|Canon G9 X Mark II||1-inch||20.0||5472||3648||1080/60p||21.9||12.5||522||65|
|Canon G9 X||1-inch||20.0||5472||3648||1080/60p||21.5||12.3||495||63|
Many modern cameras cannot only take still pictures, but also record videos. The two cameras under consideration both have sensors whose read-out speed is fast enough to capture moving pictures, but the M100 provides a higher frame rate than the SX620. It can shoot video footage at 1080/60p, while the SX620 is limited to 1080/30p.
Beyond body and sensor, cameras can and do differ across a range of features. The M100 and the SX620 are similar in the sense that neither of the two has a viewfinder. The images are, thus, framed using live view on the rear LCD. The table below summarizes some of the other core capabilities of the Canon M100 and Canon SX620 in connection with corresponding information for a sample of similar cameras.
|Canon G9 X Mark II||none||n||3.0||1040||fixed||Y||1/2000s||8.2||Y||Y|
|Canon G9 X||none||n||3.0||1040||fixed||Y||1/2000s||6.0||Y||Y|
One differentiating feature between the two cameras concerns the touch sensitivity of the rear screen. The M100 has a touchscreen, while the SX620 has a conventional panel. Touch control can be particularly helpful, for example, for setting the focus point.The M100 has an articulated LCD that can be turned to be front-facing. This characteristic will be appreciated by vloggers and photographers who are interested in snapping selfies. In contrast, the SX620 does not have a selfie-screen.
Concerning the storage of imaging data, both the M100 and the SX620 write their files to SDXC cards. The M100 supports UHS-I cards (Ultra High Speed data transfer of up to 104 MB/s), while the SX620 cannot take advantage of Ultra High Speed SD cards.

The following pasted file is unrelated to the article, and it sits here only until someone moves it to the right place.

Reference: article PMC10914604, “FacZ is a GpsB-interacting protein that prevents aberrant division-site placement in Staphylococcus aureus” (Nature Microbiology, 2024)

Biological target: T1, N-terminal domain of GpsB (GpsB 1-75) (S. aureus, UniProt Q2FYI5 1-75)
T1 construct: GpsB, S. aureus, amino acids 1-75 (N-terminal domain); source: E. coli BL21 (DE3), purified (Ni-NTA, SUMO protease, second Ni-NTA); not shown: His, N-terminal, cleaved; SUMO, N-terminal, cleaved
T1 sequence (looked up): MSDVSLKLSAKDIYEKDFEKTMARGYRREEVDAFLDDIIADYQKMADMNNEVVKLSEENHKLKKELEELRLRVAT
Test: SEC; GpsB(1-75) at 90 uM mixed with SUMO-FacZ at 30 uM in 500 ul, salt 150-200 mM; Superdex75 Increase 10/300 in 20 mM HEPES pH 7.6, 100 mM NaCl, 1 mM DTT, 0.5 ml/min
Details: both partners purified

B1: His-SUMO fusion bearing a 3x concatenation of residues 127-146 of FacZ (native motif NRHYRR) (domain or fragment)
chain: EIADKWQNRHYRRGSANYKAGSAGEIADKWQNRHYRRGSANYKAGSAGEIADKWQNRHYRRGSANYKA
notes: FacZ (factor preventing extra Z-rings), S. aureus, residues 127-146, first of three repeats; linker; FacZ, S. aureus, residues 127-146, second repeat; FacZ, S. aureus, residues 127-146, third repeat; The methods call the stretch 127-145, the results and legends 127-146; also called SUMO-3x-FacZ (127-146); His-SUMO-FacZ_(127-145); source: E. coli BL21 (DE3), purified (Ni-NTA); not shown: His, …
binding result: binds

For some imaging applications, the extent to which a camera can communicate with its environment can be an important aspect in the camera decision process. The table below provides an overview of the connectivity of the Canon EOS M100 and Canon PowerShot SX620 HS and, in particular, the interfaces the cameras (and selected comparators) provide for accessory control and data transfer.
| WiFi |
|Canon G9 X Mark II||-||stereo||mono||-||-||micro||2.0||Y||Y||Y|
|Canon G9 X||-||stereo||mono||-||-||micro||2.0||Y||Y||-|
The SX620 is a recent model that features in the current product line-up of Canon. In contrast, the M100 has been discontinued (but can be found pre-owned on eBay). As a replacement in the same line of cameras, the M100 was succeeded by the Canon M200. Further information on the two cameras (e.g. user guides, manuals), as well as related accessories, can be found on the official Canon website.
So what conclusions can be drawn? Is the Canon M100 better than the Canon SX620 or vice versa? The listing below highlights the relative strengths of the two models.
Reasons to prefer the Canon EOS M100:
- More detail: Offers more megapixels (24 vs 20.2MP) with a 11% higher linear resolution.
- Better moiré control: Has an anti-alias filter to avoid artificial patterns to appear in images.
- Better image quality: Features a larger and more technologically advanced imaging sensor.
- Richer colors: The sensor size advantage translates into images with better, more accurate colors.
- More dynamic range: Larger sensor captures a wider spectrum of light and dark details.
- Better low-light sensitivity: Larger sensor produces good images even in poorly lit environments.
- Better jpgs: Has a more modern image processing engine (DIGIC 7 vs DIGIC 4+).
- Better video: Provides higher movie framerates (1080/60p versus 1080/30p).
- Better live-view autofocus: Features on-sensor phase-detection for more confident autofocus.
- More detailed LCD: Has a higher resolution rear screen (1040k vs 922k dots).
- More flexible LCD: Has a tilting screen for odd-angle shots in landscape orientation.
- Fewer buttons to press: Is equipped with a touch-sensitive rear screen to facilitate handling.